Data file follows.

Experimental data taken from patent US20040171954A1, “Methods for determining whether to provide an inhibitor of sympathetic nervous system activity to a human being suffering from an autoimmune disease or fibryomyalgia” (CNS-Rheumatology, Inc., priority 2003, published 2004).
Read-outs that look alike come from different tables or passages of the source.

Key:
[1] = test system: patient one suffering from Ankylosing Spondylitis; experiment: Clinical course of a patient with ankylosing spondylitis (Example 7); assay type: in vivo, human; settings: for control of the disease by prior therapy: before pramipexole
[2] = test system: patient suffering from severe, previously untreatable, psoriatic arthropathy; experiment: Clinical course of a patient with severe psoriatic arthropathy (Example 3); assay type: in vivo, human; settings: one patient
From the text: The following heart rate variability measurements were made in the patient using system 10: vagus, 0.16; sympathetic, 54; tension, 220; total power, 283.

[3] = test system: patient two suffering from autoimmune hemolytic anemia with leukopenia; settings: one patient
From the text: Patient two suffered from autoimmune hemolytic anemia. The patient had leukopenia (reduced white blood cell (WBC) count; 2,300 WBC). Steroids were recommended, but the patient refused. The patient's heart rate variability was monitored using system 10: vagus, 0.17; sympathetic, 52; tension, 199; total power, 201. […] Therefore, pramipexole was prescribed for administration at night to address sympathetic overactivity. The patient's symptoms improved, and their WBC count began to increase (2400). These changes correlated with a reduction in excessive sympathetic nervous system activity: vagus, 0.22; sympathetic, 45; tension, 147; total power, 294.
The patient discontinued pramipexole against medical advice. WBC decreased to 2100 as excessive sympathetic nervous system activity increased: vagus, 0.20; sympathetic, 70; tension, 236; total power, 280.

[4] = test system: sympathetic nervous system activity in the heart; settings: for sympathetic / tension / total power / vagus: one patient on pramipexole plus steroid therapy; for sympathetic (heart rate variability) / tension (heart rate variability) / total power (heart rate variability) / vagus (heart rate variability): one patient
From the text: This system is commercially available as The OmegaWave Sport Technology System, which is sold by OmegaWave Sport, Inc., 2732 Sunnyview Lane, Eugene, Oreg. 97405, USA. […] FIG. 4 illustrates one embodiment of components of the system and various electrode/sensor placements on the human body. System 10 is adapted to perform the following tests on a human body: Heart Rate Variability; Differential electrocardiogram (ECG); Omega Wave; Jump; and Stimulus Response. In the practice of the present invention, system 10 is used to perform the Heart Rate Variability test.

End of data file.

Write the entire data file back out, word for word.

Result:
Experimental data taken from patent US20040171954A1, “Methods for determining whether to provide an inhibitor of sympathetic nervous system activity to a human being suffering from an autoimmune disease or fibryomyalgia” (CNS-Rheumatology, Inc., priority 2003, published 2004).
Read-outs that look alike come from different tables or passages of the source.

Key:
[1] = test system: patient one suffering from Ankylosing Spondylitis; experiment: Clinical course of a patient with ankylosing spondylitis (Example 7); assay type: in vivo, human; settings: for control of the disease by prior therapy: before pramipexole
[2] = test system: patient suffering from severe, previously untreatable, psoriatic arthropathy; experiment: Clinical course of a patient with severe psoriatic arthropathy (Example 3); assay type: in vivo, human; settings: one patient
From the text: The following heart rate variability measurements were made in the patient using system 10: vagus, 0.16; sympathetic, 54; tension, 220; total power, 283.

[3] = test system: patient two suffering from autoimmune hemolytic anemia with leukopenia; settings: one patient
From the text: Patient two suffered from autoimmune hemolytic anemia. The patient had leukopenia (reduced white blood cell (WBC) count; 2,300 WBC). Steroids were recommended, but the patient refused. The patient's heart rate variability was monitored using system 10: vagus, 0.17; sympathetic, 52; tension, 199; total power, 201. […] Therefore, pramipexole was prescribed for administration at night to address sympathetic overactivity. The patient's symptoms improved, and their WBC count began to increase (2400). These changes correlated with a reduction in excessive sympathetic nervous system activity: vagus, 0.22; sympathetic, 45; tension, 147; total power, 294.
The patient discontinued pramipexole against medical advice. WBC decreased to 2100 as excessive sympathetic nervous system activity increased: vagus, 0.20; sympathetic, 70; tension, 236; total power, 280.

[4] = test system: sympathetic nervous system activity in the heart; settings: for sympathetic / tension / total power / vagus: one patient on pramipexole plus steroid therapy; for sympathetic (heart rate variability) / tension (heart rate variability) / total power (heart rate variability) / vagus (heart rate variability): one patient
From the text: This system is commercially available as The OmegaWave Sport Technology System, which is sold by OmegaWave Sport, Inc., 2732 Sunnyview Lane, Eugene, Oreg. 97405, USA. […] FIG. 4 illustrates one embodiment of components of the system and various electrode/sensor placements on the human body. System 10 is adapted to perform the following tests on a human body: Heart Rate Variability; Differential electrocardiogram (ECG); Omega Wave; Jump; and Stimulus Response. In the practice of the present invention, system 10 is used to perform the Heart Rate Variability test.